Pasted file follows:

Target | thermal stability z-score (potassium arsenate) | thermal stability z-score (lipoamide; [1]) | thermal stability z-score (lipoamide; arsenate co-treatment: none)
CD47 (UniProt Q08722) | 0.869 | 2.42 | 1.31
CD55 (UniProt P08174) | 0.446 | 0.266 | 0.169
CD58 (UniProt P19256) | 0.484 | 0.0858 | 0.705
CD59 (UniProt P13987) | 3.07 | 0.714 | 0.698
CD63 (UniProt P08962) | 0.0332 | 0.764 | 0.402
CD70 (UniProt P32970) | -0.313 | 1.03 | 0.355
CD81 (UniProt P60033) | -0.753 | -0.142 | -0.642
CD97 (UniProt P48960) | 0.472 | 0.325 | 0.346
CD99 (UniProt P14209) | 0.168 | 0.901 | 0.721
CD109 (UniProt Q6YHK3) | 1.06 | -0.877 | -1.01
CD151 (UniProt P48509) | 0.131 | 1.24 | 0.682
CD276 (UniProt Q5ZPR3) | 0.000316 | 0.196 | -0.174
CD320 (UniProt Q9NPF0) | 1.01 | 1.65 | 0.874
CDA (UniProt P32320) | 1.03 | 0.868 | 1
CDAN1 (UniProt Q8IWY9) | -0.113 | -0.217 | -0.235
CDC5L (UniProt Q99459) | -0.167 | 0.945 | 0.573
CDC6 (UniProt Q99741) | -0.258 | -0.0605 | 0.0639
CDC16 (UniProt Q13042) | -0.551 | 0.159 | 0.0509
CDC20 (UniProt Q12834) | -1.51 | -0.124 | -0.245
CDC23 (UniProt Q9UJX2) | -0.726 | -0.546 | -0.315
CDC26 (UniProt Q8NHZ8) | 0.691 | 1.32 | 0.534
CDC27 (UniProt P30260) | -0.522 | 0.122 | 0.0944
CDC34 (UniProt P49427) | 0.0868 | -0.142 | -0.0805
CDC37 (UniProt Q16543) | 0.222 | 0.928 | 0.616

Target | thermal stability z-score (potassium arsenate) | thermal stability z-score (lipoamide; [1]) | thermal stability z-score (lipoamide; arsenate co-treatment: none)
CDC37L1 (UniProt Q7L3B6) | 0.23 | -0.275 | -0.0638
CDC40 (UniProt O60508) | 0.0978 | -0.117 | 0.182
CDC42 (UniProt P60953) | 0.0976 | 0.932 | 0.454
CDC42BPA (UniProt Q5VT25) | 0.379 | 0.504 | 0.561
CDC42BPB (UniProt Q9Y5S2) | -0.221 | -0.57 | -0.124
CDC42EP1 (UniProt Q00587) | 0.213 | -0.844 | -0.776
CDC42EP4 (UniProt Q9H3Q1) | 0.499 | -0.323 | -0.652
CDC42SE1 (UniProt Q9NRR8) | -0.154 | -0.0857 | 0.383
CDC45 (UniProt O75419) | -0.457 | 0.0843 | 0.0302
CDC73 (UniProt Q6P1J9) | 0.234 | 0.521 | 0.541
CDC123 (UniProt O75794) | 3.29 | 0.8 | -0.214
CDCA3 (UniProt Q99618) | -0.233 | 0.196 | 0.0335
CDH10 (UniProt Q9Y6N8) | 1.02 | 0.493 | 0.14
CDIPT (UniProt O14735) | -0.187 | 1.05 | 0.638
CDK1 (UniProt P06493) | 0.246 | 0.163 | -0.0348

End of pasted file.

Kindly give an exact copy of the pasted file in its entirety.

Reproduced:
Target | thermal stability z-score (potassium arsenate) | thermal stability z-score (lipoamide; [1]) | thermal stability z-score (lipoamide; arsenate co-treatment: none)
CD47 (UniProt Q08722) | 0.869 | 2.42 | 1.31
CD55 (UniProt P08174) | 0.446 | 0.266 | 0.169
CD58 (UniProt P19256) | 0.484 | 0.0858 | 0.705
CD59 (UniProt P13987) | 3.07 | 0.714 | 0.698
CD63 (UniProt P08962) | 0.0332 | 0.764 | 0.402
CD70 (UniProt P32970) | -0.313 | 1.03 | 0.355
CD81 (UniProt P60033) | -0.753 | -0.142 | -0.642
CD97 (UniProt P48960) | 0.472 | 0.325 | 0.346
CD99 (UniProt P14209) | 0.168 | 0.901 | 0.721
CD109 (UniProt Q6YHK3) | 1.06 | -0.877 | -1.01
CD151 (UniProt P48509) | 0.131 | 1.24 | 0.682
CD276 (UniProt Q5ZPR3) | 0.000316 | 0.196 | -0.174
CD320 (UniProt Q9NPF0) | 1.01 | 1.65 | 0.874
CDA (UniProt P32320) | 1.03 | 0.868 | 1
CDAN1 (UniProt Q8IWY9) | -0.113 | -0.217 | -0.235
CDC5L (UniProt Q99459) | -0.167 | 0.945 | 0.573
CDC6 (UniProt Q99741) | -0.258 | -0.0605 | 0.0639
CDC16 (UniProt Q13042) | -0.551 | 0.159 | 0.0509
CDC20 (UniProt Q12834) | -1.51 | -0.124 | -0.245
CDC23 (UniProt Q9UJX2) | -0.726 | -0.546 | -0.315
CDC26 (UniProt Q8NHZ8) | 0.691 | 1.32 | 0.534
CDC27 (UniProt P30260) | -0.522 | 0.122 | 0.0944
CDC34 (UniProt P49427) | 0.0868 | -0.142 | -0.0805
CDC37 (UniProt Q16543) | 0.222 | 0.928 | 0.616

Target | thermal stability z-score (potassium arsenate) | thermal stability z-score (lipoamide; [1]) | thermal stability z-score (lipoamide; arsenate co-treatment: none)
CDC37L1 (UniProt Q7L3B6) | 0.23 | -0.275 | -0.0638
CDC40 (UniProt O60508) | 0.0978 | -0.117 | 0.182
CDC42 (UniProt P60953) | 0.0976 | 0.932 | 0.454
CDC42BPA (UniProt Q5VT25) | 0.379 | 0.504 | 0.561
CDC42BPB (UniProt Q9Y5S2) | -0.221 | -0.57 | -0.124
CDC42EP1 (UniProt Q00587) | 0.213 | -0.844 | -0.776
CDC42EP4 (UniProt Q9H3Q1) | 0.499 | -0.323 | -0.652
CDC42SE1 (UniProt Q9NRR8) | -0.154 | -0.0857 | 0.383
CDC45 (UniProt O75419) | -0.457 | 0.0843 | 0.0302
CDC73 (UniProt Q6P1J9) | 0.234 | 0.521 | 0.541
CDC123 (UniProt O75794) | 3.29 | 0.8 | -0.214
CDCA3 (UniProt Q99618) | -0.233 | 0.196 | 0.0335
CDH10 (UniProt Q9Y6N8) | 1.02 | 0.493 | 0.14
CDIPT (UniProt O14735) | -0.187 | 1.05 | 0.638
CDK1 (UniProt P06493) | 0.246 | 0.163 | -0.0348